The city's most elaborate yard shrine
The city's most elaborate yard shrine originates from 1936 when members of the Society of Mount Carmel volunteered their labor over several decades to construct the stone-studded grotto. The main shrine is 20' high x 50' long, with smaller structures and a central fountain scattered in close proximity to cement massing around the site.
Nestled in the Rosebank neighborhood, the main chapel of fieldstone, flanked by smaller niches, is covered in cobblestones, sand, shells, and everything else imaginable--from bits of glass to marbles to bicycle reflectors. The hand-crafted shrine is most prominent during the annual July feast to honor the Madonna. But it also is a force in daily life, both as a contributor to the cultural cohesion of the immediate area and as a pilgrimage site for Catholics citywide who light candles in the grotto and place prayers in its crevices. Along with other yard shrines built by Italian...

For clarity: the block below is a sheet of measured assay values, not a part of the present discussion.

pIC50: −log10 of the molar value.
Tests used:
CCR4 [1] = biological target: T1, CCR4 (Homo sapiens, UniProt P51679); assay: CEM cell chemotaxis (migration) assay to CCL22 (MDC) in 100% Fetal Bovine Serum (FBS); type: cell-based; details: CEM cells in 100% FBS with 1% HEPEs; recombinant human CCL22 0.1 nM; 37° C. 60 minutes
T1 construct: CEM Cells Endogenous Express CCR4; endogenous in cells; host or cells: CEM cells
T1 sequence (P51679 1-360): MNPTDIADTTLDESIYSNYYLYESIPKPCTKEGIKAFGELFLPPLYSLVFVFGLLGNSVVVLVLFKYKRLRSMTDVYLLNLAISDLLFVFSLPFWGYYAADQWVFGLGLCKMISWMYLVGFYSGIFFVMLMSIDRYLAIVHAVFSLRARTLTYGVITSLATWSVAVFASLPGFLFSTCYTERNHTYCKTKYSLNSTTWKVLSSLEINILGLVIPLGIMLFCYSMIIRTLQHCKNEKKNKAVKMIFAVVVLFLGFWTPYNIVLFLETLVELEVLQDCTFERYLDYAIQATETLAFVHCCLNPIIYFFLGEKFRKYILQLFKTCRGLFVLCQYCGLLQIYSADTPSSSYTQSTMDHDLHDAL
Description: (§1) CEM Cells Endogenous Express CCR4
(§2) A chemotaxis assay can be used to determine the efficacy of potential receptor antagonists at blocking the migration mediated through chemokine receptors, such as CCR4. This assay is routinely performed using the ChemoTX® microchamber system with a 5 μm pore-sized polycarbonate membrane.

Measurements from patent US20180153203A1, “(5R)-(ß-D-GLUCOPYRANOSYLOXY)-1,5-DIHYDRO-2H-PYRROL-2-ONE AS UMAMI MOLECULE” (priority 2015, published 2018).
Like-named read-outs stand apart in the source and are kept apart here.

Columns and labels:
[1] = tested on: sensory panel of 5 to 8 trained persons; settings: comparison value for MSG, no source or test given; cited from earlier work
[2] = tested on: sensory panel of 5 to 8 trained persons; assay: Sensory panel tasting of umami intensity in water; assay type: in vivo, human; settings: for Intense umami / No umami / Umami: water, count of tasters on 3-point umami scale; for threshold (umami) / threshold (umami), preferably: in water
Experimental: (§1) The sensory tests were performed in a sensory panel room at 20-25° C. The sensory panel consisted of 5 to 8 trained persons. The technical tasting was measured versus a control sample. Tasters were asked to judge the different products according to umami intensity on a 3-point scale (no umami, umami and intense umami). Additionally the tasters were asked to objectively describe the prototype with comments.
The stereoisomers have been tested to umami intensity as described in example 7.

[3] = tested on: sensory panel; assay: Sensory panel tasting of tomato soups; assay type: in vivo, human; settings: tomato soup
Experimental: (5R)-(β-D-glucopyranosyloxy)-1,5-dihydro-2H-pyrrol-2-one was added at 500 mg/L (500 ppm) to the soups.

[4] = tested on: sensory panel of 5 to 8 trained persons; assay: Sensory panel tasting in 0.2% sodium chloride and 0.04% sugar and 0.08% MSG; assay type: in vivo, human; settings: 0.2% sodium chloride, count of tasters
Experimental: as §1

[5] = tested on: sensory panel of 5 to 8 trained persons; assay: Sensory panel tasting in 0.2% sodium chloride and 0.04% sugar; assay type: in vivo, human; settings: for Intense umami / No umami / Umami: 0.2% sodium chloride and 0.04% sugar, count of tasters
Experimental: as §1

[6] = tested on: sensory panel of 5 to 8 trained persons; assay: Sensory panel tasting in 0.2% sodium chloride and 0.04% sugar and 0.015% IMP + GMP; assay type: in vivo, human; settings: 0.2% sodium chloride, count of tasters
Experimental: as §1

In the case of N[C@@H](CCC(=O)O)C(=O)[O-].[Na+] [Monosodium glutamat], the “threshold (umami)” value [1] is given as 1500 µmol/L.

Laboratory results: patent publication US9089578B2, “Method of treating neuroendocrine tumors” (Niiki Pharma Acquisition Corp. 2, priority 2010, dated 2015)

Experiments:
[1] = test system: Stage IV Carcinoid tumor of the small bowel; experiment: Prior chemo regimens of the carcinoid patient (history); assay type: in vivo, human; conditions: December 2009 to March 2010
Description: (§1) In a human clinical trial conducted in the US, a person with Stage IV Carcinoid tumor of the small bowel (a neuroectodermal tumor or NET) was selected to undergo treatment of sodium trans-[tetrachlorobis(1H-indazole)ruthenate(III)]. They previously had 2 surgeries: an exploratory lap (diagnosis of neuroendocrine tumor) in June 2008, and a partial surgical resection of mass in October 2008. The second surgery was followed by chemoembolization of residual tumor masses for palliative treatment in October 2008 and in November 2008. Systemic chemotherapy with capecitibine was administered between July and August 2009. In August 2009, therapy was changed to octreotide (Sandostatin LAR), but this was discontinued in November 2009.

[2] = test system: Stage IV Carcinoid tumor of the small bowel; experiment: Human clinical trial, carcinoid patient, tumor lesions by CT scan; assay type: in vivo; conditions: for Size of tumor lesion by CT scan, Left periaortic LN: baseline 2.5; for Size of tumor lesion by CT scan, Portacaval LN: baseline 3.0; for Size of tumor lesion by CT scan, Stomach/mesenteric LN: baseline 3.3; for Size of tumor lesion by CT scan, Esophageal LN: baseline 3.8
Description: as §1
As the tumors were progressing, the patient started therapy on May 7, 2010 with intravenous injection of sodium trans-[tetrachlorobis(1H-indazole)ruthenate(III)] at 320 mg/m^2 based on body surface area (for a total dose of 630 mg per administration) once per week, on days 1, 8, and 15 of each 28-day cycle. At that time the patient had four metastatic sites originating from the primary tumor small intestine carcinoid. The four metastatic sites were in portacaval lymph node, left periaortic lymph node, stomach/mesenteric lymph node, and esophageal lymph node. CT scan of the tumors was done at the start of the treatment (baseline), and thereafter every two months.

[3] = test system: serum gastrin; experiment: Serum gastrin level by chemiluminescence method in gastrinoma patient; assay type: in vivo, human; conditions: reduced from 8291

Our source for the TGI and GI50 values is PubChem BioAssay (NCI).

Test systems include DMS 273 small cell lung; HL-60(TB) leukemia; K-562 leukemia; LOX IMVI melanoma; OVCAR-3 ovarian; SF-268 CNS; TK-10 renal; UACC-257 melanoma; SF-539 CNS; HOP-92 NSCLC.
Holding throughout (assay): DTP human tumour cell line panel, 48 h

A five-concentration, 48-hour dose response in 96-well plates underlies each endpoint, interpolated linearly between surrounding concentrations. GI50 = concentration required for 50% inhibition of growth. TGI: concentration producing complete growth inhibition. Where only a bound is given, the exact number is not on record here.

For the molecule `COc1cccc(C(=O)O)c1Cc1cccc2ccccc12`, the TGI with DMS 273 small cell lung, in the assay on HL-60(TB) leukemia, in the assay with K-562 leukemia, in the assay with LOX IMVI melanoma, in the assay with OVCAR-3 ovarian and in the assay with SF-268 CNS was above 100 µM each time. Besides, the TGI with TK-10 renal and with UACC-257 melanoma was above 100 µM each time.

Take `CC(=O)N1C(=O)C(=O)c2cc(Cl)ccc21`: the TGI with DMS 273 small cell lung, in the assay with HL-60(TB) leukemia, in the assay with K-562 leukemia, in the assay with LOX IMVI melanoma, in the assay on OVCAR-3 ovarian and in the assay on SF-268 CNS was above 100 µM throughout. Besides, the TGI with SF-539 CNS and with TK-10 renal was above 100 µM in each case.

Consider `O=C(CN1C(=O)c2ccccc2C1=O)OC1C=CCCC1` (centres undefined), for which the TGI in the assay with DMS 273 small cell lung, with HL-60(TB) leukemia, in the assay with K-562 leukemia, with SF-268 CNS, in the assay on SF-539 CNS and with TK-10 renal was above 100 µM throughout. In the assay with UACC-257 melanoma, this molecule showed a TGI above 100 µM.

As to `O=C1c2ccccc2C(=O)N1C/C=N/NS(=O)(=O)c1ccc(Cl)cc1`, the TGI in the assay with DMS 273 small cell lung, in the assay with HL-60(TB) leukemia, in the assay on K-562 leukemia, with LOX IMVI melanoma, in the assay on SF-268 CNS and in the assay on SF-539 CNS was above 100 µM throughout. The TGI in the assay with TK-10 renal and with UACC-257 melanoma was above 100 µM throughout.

Represents a continuation of a deep-seated tradition of religious activity surrounding natural and man-made grottos. Includes the original meeting hall of the turn-of-the-century Italian immigrant mutual aid society.